Understanding how rich dynamics emerge in neural populations requires models exhibiting a wide range of behaviors while remaining interpretable in terms of connectivity and single-neuron dynamics. However, it has been challenging to fit such mechanistic spiking networks at the single-neuron scale to empirical population data. To close this gap, we propose to fit such data at a mesoscale, using a mechanistic but low-dimensional and, hence, statistically tractable model. The mesoscopic representation is obtained by approximating a population of neurons as multiple homogeneous pools of neurons and modeling the dynamics of the aggregate population activity within each pool. We derive the likelihood of both single-neuron and connectivity parameters given this activity, which can then be used to optimize parameters by gradient ascent on the log likelihood or perform Bayesian inference using Markov chain Monte Carlo (MCMC) sampling. We illustrate this approach using a model of generalized integrate-and-fire neurons for which mesoscopic dynamics have been previously derived and show that both single-neuron and connectivity parameters can be recovered from simulated data. In particular, our inference method extracts posterior correlations between model parameters, which define parameter subsets able to reproduce the data. We compute the Bayesian posterior for combinations of parameters using MCMC sampling and investigate how the approximations inherent in a mesoscopic population model affect the accuracy of the inferred single-neuron parameters.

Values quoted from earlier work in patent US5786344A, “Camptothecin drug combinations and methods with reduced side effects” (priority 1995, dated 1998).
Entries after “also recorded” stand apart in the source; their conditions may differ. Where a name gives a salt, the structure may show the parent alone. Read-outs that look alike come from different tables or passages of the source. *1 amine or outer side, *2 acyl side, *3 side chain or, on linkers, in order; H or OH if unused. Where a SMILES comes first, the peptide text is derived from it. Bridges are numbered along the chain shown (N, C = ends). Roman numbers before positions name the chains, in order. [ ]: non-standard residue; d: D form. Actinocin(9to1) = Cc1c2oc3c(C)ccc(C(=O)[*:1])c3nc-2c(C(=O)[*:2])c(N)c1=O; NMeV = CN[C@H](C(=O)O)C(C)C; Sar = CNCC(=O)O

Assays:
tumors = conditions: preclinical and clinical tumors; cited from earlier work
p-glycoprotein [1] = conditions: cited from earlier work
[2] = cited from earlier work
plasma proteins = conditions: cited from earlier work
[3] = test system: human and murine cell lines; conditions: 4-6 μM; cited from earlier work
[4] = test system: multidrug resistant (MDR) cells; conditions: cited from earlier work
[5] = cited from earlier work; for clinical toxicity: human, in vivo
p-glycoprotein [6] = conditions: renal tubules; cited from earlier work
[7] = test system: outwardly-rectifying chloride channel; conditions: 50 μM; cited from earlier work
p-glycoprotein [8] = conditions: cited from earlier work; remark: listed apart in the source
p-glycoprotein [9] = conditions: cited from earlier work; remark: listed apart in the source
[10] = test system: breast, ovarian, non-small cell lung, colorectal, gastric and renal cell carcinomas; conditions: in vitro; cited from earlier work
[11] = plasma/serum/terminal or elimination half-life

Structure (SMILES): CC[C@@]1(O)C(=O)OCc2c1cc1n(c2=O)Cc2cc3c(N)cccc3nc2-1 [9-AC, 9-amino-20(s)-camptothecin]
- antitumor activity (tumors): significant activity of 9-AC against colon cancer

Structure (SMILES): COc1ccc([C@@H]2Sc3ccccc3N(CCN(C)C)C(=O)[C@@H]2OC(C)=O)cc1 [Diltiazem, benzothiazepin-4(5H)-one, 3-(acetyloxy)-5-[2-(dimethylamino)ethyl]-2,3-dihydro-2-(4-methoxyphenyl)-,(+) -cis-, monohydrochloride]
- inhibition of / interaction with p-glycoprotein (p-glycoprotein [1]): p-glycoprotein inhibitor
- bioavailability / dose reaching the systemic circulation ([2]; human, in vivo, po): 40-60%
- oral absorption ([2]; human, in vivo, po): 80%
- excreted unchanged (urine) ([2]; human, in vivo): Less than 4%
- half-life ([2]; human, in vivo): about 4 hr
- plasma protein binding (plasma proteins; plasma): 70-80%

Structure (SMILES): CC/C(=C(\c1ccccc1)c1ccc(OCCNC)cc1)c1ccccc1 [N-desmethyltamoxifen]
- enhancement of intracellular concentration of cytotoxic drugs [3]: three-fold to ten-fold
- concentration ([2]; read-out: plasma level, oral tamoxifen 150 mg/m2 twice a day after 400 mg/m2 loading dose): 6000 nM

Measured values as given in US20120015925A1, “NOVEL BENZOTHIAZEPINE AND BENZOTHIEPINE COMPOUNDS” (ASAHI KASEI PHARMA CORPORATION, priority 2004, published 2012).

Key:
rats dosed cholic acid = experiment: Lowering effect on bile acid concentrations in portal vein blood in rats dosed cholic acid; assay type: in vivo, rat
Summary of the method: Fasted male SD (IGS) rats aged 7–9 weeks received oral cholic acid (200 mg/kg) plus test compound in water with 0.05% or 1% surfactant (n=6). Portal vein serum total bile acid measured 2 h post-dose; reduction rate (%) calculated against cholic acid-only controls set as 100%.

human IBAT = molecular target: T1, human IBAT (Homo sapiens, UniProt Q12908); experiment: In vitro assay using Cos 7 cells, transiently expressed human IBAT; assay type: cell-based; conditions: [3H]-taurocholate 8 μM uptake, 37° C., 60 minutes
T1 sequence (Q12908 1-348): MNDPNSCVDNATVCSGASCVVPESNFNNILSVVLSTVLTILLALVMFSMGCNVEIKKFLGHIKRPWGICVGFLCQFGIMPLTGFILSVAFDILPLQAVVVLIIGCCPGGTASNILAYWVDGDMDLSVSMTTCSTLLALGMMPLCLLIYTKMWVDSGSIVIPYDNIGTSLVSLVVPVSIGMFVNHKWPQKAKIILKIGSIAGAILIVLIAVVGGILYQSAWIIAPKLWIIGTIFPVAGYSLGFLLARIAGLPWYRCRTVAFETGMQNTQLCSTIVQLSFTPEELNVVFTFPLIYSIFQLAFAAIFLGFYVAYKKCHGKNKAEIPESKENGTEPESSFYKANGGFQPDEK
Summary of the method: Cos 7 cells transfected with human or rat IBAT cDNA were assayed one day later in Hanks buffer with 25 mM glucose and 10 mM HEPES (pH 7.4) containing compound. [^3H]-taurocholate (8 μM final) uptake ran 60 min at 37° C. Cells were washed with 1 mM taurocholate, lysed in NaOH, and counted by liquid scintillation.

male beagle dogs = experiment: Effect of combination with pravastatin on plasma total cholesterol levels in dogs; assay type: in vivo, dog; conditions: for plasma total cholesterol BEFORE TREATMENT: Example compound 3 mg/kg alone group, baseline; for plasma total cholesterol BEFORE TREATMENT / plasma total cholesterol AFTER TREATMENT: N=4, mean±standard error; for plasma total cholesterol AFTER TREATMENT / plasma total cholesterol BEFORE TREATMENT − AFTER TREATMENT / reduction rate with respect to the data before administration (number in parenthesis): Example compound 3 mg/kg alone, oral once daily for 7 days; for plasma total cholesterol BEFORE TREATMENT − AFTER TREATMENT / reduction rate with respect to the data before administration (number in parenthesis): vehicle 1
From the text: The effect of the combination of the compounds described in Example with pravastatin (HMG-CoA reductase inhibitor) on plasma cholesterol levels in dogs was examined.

VL - 32 IS - 8 U1 - https://www.ncbi.nlm.nih.gov/pubmed/32521212?dopt=Abstract ER -